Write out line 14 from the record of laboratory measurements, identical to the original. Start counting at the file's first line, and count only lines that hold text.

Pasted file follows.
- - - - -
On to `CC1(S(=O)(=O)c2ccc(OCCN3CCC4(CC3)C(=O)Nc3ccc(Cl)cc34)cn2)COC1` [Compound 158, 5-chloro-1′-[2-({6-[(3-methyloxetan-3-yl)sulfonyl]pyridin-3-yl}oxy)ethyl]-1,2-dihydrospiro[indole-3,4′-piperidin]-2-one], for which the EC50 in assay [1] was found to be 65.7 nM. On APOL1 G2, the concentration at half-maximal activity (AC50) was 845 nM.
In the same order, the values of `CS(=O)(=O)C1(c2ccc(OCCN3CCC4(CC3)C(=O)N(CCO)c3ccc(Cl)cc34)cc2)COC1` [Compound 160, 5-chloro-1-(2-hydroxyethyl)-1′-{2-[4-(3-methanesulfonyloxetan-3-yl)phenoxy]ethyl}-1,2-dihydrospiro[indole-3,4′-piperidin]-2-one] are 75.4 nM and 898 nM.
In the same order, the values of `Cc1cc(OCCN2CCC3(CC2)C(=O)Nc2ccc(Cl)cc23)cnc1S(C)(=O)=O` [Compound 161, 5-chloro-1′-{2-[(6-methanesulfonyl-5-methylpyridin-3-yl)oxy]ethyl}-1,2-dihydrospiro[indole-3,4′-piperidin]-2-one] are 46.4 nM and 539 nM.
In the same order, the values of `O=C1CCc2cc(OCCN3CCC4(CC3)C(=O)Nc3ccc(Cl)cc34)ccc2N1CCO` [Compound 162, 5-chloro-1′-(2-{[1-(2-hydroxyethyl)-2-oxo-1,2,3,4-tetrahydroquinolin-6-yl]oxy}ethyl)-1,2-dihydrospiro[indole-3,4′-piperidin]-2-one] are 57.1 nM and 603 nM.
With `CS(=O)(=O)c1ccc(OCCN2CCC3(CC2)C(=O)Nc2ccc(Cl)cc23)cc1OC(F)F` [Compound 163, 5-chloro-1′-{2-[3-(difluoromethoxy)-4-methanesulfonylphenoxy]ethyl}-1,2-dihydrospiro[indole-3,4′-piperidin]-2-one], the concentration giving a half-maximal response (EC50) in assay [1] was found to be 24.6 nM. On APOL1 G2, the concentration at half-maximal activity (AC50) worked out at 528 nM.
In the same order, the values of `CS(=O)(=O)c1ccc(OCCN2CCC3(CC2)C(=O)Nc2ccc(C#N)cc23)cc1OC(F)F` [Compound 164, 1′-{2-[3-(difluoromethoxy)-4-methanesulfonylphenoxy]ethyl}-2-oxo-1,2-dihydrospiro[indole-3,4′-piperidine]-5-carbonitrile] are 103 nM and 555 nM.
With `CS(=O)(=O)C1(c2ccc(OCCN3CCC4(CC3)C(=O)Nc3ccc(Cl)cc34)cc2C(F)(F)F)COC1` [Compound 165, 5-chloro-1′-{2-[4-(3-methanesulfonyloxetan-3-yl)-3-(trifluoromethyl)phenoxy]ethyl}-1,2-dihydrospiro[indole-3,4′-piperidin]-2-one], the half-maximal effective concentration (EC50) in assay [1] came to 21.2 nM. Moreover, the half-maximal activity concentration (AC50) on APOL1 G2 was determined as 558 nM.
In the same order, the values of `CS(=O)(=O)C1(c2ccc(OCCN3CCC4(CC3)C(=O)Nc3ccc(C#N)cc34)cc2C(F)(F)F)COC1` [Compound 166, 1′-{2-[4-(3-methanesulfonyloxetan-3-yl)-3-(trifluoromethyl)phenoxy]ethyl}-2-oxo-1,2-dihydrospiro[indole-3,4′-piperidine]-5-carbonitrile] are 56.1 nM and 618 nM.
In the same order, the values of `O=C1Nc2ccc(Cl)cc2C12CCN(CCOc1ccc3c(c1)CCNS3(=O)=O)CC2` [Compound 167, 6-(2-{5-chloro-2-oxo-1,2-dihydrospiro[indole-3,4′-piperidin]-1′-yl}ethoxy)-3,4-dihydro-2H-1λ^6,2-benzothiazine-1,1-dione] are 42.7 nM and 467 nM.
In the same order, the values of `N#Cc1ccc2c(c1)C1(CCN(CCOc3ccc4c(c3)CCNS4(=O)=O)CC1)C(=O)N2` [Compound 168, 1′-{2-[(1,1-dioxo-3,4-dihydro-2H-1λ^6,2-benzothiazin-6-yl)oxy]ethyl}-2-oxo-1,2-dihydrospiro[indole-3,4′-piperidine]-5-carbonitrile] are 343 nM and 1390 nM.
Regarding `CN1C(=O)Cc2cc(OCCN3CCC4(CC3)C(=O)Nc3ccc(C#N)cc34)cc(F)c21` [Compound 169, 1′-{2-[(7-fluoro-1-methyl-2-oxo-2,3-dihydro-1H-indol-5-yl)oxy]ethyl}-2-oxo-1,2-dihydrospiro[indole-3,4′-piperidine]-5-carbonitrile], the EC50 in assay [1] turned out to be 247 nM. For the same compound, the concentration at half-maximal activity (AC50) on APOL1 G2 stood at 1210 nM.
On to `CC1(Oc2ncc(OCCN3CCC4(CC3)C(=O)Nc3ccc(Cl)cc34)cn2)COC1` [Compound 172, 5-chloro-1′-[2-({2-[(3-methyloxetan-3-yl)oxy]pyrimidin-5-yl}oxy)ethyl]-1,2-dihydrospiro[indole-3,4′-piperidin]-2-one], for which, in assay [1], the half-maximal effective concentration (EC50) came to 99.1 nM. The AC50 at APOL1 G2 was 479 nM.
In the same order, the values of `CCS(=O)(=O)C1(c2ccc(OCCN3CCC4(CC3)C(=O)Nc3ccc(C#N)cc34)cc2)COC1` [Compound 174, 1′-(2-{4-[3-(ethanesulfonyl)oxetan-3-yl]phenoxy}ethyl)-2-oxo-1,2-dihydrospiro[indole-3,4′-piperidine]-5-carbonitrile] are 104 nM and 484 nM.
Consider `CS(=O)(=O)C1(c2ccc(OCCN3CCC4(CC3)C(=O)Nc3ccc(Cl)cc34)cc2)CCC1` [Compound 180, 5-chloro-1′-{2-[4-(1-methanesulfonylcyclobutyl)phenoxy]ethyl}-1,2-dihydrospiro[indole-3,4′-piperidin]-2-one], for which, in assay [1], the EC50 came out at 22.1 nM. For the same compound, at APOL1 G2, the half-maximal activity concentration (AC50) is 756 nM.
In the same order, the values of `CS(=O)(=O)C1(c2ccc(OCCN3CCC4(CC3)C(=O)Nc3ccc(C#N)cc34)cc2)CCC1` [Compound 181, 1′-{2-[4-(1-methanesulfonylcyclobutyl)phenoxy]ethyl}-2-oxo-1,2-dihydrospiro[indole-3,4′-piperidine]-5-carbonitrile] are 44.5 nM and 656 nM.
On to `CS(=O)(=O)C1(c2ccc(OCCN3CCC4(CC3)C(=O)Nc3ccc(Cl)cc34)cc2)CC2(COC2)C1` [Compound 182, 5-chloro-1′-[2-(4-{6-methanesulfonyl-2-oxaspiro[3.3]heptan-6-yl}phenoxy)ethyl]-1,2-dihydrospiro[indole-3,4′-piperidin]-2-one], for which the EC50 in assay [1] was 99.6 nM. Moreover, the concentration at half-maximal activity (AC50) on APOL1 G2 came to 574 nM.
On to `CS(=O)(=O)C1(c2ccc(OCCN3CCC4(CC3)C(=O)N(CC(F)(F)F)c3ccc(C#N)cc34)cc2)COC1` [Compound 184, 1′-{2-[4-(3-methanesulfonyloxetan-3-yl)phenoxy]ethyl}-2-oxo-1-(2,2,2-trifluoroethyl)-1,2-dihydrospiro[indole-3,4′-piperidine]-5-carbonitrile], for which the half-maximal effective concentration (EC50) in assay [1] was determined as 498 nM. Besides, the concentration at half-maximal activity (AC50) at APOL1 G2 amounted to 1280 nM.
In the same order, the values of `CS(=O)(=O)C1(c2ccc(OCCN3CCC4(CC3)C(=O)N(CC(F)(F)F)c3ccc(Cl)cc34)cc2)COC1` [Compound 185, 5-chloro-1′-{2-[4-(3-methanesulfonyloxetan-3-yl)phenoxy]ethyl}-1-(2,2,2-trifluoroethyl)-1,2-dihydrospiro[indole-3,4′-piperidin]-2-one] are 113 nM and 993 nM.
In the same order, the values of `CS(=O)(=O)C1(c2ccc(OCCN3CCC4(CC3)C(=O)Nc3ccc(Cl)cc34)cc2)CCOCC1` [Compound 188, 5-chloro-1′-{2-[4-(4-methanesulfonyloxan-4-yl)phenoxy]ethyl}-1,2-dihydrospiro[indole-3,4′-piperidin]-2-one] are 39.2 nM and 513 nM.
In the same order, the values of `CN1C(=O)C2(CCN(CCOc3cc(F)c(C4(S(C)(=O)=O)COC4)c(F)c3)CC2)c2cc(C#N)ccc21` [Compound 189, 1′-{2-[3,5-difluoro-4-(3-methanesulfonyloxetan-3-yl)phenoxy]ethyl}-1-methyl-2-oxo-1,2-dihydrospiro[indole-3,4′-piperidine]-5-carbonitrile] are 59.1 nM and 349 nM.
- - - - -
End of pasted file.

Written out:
Consider `CS(=O)(=O)C1(c2ccc(OCCN3CCC4(CC3)C(=O)Nc3ccc(Cl)cc34)cc2)CCC1` [Compound 180, 5-chloro-1′-{2-[4-(1-methanesulfonylcyclobutyl)phenoxy]ethyl}-1,2-dihydrospiro[indole-3,4′-piperidin]-2-one], for which, in assay [1], the EC50 came out at 22.1 nM. For the same compound, at APOL1 G2, the half-maximal activity concentration (AC50) is 756 nM.